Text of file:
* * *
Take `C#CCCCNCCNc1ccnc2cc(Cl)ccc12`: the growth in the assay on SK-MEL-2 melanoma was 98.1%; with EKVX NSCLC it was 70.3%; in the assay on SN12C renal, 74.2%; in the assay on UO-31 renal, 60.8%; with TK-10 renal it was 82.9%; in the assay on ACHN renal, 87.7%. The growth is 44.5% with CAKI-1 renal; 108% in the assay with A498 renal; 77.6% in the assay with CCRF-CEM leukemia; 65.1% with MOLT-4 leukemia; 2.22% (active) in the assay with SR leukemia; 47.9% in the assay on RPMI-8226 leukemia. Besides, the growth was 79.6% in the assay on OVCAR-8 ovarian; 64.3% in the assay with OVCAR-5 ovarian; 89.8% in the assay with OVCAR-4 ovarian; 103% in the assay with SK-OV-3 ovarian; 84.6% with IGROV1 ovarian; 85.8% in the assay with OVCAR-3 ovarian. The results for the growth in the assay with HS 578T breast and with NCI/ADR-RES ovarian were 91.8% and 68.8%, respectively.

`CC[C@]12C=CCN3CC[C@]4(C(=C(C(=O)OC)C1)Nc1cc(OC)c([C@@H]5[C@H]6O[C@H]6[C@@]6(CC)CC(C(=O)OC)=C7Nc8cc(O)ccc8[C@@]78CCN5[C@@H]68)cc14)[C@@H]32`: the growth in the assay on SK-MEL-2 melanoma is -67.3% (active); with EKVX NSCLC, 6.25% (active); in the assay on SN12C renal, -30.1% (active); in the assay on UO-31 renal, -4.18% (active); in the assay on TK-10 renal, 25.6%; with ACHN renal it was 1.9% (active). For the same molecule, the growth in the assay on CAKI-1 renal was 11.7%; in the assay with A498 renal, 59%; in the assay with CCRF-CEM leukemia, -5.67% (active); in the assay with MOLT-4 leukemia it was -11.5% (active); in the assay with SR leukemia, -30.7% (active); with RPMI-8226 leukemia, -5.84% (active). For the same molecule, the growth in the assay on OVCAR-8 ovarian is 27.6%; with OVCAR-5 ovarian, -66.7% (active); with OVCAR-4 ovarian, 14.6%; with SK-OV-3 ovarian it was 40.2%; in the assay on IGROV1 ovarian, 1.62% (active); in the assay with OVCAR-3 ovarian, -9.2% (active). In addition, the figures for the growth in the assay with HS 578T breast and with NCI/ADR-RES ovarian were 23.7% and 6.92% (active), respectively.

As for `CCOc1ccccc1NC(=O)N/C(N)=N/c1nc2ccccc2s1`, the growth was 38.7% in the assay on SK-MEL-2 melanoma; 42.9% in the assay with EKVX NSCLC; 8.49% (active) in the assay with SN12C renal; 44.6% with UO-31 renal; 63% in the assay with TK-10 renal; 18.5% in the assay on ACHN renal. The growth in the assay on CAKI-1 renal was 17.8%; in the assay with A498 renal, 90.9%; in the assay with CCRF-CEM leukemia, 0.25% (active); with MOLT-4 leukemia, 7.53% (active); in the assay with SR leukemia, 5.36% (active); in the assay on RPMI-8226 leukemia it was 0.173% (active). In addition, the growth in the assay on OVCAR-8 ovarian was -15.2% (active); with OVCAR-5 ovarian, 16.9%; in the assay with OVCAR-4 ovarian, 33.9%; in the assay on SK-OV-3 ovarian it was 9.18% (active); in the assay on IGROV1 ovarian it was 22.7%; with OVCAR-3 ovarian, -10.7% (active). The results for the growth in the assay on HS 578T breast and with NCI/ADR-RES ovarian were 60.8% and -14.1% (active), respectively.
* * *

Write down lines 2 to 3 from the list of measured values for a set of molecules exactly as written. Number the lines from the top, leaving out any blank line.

`CC[C@]12C=CCN3CC[C@]4(C(=C(C(=O)OC)C1)Nc1cc(OC)c([C@@H]5[C@H]6O[C@H]6[C@@]6(CC)CC(C(=O)OC)=C7Nc8cc(O)ccc8[C@@]78CCN5[C@@H]68)cc14)[C@@H]32`: the growth in the assay on SK-MEL-2 melanoma is -67.3% (active); with EKVX NSCLC, 6.25% (active); in the assay on SN12C renal, -30.1% (active); in the assay on UO-31 renal, -4.18% (active); in the assay on TK-10 renal, 25.6%; with ACHN renal it was 1.9% (active). For the same molecule, the growth in the assay on CAKI-1 renal was 11.7%; in the assay with A498 renal, 59%; in the assay with CCRF-CEM leukemia, -5.67% (active); in the assay with MOLT-4 leukemia it was -11.5% (active); in the assay with SR leukemia, -30.7% (active); with RPMI-8226 leukemia, -5.84% (active). For the same molecule, the growth in the assay on OVCAR-8 ovarian is 27.6%; with OVCAR-5 ovarian, -66.7% (active); with OVCAR-4 ovarian, 14.6%; with SK-OV-3 ovarian it was 40.2%; in the assay on IGROV1 ovarian, 1.62% (active); in the assay with OVCAR-3 ovarian, -9.2% (active). In addition, the figures for the growth in the assay with HS 578T breast and with NCI/ADR-RES ovarian were 23.7% and 6.92% (active), respectively.

As for `CCOc1ccccc1NC(=O)N/C(N)=N/c1nc2ccccc2s1`, the growth was 38.7% in the assay on SK-MEL-2 melanoma; 42.9% in the assay with EKVX NSCLC; 8.49% (active) in the assay with SN12C renal; 44.6% with UO-31 renal; 63% in the assay with TK-10 renal; 18.5% in the assay on ACHN renal. The growth in the assay on CAKI-1 renal was 17.8%; in the assay with A498 renal, 90.9%; in the assay with CCRF-CEM leukemia, 0.25% (active); with MOLT-4 leukemia, 7.53% (active); in the assay with SR leukemia, 5.36% (active); in the assay on RPMI-8226 leukemia it was 0.173% (active). In addition, the growth in the assay on OVCAR-8 ovarian was -15.2% (active); with OVCAR-5 ovarian, 16.9%; in the assay with OVCAR-4 ovarian, 33.9%; in the assay on SK-OV-3 ovarian it was 9.18% (active); in the assay on IGROV1 ovarian it was 22.7%; with OVCAR-3 ovarian, -10.7% (active). The results for the growth in the assay on HS 578T breast and with NCI/ADR-RES ovarian were 60.8% and -14.1% (active), respectively.